BVI News

BVI’s economy likely to grow by 2.2% this year

The commercial district of Wickhams Cay.

The British Virgin Islands’ economy is expected to see a slight growth this year, Deputy Financial Secretary (DFS) and policy analyst, Dawn Alexander-Joseph has said.

In a presentation before the 2019 Standing Finance Committee (SFC) in April, Joseph said the territory is expected to experience 2.2 percent growth for 2019.

She said this growth “would again be primarily driven by the growth in the construction industry, increase investments in public services and infrastructure, and continued recovery in the tourism sector”.

This newest projection comes after the territory recorded similar economic growth for 2018. The territory’s gross domestic product that year was 2.3 percent.

Joseph explained that the growth was “mainly driven by positive performance in financial services, the construction industries due in part to the ongoing rebuilding following the natural disaster events of 2017, as well as the rebounding of the tourism industry”.

Revenue collection surpasses projected amount

The Deputy Financial Secretary also reported to the SFC that revenue collection for the BVI in 2018 surpassed the projected amount. The territory budgeted for $311 million. However, the unaudited figures showed that $372 million was collected.

According to Joseph, the $61 million difference was from the “outperformance” of the financial services industry, the increase in the construction industry, and other areas.

Notably, the growth noted in 2018 was also partly as a result of expanded business and an increase in fees which came into effect on January 1.

“Additionally, there was an increase in new incorporations over 2017 which also contributed to the growth,” Joseph noted.

She further stated that “by October 2018, they had cleared over $2 million in revenue collection for the first time, and surpassed previous collections for the past five years.”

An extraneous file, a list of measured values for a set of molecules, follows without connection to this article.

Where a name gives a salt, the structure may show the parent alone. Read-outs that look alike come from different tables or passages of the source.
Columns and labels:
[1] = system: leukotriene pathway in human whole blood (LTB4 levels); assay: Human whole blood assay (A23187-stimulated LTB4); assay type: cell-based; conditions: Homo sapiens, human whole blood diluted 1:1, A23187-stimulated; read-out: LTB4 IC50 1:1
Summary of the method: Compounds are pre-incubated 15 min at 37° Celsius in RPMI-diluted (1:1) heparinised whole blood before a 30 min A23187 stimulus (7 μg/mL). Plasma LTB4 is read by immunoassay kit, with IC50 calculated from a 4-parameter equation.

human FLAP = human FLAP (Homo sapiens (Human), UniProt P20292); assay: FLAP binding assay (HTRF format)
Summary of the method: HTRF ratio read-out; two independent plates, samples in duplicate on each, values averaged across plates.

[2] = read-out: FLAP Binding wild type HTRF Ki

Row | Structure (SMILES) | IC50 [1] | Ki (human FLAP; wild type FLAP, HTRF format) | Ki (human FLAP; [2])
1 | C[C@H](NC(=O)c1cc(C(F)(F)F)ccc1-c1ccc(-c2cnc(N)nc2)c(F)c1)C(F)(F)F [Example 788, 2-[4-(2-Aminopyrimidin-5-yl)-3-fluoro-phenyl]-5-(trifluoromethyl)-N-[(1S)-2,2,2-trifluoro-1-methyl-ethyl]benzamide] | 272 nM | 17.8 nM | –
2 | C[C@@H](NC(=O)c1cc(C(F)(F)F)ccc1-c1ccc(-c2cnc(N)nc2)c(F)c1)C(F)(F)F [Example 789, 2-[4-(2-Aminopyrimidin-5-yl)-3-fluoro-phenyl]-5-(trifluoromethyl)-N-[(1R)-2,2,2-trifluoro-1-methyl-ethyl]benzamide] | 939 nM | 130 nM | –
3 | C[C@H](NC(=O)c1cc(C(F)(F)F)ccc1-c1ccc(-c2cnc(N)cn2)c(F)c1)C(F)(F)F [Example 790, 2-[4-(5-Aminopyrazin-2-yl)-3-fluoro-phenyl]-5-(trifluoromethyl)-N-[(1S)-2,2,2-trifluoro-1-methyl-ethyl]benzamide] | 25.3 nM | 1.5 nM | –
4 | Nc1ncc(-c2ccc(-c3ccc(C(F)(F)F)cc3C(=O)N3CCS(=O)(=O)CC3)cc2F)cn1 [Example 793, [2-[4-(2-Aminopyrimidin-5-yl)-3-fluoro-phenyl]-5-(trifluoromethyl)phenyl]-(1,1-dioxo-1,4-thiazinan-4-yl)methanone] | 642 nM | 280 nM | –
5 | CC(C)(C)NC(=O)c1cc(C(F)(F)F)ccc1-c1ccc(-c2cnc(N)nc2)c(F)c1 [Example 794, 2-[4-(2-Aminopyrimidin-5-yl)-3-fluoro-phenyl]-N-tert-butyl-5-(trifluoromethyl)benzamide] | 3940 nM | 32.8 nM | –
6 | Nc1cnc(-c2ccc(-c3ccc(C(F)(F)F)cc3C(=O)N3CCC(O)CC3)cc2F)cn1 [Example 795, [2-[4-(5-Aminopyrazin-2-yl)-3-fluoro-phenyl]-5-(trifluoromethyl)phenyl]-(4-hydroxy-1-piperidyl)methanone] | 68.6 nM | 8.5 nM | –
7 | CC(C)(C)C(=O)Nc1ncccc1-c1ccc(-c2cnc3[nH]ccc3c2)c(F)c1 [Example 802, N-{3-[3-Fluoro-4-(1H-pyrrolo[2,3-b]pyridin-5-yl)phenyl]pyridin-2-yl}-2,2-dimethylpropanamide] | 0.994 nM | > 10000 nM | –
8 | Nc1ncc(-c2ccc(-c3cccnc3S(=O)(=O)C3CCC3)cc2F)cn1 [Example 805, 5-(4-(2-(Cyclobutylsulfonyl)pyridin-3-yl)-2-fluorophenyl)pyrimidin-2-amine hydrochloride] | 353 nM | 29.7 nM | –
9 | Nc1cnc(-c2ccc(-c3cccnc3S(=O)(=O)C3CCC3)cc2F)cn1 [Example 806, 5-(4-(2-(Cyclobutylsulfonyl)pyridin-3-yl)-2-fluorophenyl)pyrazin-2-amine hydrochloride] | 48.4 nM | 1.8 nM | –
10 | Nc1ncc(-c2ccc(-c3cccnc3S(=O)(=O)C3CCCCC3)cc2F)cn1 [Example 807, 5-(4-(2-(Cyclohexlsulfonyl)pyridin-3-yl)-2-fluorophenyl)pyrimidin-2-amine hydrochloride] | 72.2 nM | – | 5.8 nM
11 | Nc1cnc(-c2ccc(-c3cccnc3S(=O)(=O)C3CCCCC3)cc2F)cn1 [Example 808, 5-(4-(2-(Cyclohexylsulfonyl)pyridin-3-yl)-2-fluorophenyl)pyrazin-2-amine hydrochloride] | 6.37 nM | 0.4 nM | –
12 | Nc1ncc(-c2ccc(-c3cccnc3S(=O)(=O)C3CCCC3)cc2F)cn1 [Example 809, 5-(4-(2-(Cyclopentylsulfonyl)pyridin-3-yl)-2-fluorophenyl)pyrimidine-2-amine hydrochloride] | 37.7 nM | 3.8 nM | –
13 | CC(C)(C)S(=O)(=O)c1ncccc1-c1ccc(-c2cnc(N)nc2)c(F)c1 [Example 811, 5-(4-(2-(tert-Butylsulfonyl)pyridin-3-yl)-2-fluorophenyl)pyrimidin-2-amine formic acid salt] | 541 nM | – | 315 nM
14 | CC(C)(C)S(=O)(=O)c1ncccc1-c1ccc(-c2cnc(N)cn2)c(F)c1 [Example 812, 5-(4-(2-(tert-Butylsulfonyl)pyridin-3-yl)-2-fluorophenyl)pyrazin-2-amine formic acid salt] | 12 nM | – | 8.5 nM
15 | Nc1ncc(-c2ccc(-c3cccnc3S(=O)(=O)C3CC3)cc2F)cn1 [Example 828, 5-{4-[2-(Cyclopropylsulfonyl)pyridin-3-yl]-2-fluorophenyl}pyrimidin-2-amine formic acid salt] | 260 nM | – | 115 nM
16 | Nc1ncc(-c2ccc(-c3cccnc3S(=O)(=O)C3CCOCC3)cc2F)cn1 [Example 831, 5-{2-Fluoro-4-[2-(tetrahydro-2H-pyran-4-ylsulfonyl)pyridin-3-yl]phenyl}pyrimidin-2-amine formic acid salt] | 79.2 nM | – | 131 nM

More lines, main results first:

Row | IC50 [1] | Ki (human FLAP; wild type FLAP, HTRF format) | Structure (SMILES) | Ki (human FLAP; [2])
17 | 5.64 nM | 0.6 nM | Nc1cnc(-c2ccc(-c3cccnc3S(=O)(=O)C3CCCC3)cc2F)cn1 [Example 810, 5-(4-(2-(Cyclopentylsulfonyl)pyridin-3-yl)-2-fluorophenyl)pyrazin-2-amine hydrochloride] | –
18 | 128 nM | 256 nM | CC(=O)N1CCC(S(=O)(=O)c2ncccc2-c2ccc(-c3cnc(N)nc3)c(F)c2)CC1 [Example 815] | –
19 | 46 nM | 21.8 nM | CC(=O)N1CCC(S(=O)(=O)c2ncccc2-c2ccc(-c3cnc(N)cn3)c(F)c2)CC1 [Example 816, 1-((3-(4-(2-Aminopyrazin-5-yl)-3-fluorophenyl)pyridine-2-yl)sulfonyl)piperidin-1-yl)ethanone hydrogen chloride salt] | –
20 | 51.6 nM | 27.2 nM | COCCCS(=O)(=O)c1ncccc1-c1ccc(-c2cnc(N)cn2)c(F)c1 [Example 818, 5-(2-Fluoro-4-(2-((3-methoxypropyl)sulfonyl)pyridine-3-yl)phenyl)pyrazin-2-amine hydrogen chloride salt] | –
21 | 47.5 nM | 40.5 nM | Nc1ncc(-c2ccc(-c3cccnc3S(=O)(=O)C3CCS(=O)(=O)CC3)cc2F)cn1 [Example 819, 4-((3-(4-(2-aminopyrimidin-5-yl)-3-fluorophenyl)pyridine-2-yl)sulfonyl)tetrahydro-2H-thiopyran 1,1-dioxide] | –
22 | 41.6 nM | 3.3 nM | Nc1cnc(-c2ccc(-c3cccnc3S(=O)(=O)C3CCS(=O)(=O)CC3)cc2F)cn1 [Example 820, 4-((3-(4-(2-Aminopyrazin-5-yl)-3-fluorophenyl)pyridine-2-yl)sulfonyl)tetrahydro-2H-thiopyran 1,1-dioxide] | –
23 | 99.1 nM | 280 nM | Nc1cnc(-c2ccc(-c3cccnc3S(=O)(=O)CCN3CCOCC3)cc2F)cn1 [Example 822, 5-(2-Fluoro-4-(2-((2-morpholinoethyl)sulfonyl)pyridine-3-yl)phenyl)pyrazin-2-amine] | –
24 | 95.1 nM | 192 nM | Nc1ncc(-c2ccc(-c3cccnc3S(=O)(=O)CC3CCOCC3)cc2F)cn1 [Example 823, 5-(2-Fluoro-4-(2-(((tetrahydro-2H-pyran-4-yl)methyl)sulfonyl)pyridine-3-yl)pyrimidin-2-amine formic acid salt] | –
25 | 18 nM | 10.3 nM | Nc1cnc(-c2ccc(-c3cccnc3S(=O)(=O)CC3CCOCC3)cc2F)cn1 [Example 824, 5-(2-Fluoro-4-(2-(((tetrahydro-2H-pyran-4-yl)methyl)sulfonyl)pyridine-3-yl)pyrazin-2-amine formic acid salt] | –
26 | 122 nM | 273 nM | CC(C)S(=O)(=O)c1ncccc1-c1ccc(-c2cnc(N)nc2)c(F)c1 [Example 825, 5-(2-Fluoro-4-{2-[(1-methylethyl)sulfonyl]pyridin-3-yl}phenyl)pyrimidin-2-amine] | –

More revenue was also collected than the amount that was budgeted for between 2011 and 2015, Joseph said. A slight decrease occurred in 2016 and continued to decline through 2017, but rebounded in 2018 and outperformed the estimated figures, she added.

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  1. sam the man says:

    Reality check needed – I do not trust any of these releases we have a recovering Island that is much slower on regrouping than other places…whys that? we have replaced the No Direction Party with the VIP who made bold claims of how to improve things after 100 days I’m not convinced…tell me I’m wrong to feel nervous that its just the same old. Reason – due diligence was promised yet already we have abandonment of proper tender processes because the effort has not been made? is this a sign of what’s to come – Andrew we expected much better please lead and install some proper discipline we pay civil servants many dollars and we need value for money rather than them sleeping at there desks – yes I’ve witnessed that!

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    • Smoke says:

      This is just a smoke and mirror report. Cruise ships leaving, corporations leaving and things are better. Stop the BS. There is a rise in construction because some repairs from the hurricane are taking place. Stop playing with the numbers and tell the truth.

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  2. BVI says:


  3. Diaspora says:

    It is encouraging that the economy will likely grow by 2.2% in fiscal year 2019. However, one number often does tell the whole story. What was the projected growth and did the 2.2% exceed it or underperformed? What is the inflation rate for 2019? How will the growth help the masses at the lower end of the economic ladder? Has the price for the proverbial basket of goods increasing or declining? Well, the cost of living is skyrocketing. What actions are being taken to lower the proverbial basket of goods, ie, the stratospheric rise of cost of living?

  4. Sam the man says:

    I do not believe this – we have much to do until we start getting into positive growth figures – fake news sadly

  5. CW says:



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  6. Well well says:

    It’s a very good job that those financial services expats kept everything going and stood by us at our most difficult time. Imagine if they had just given up on us.

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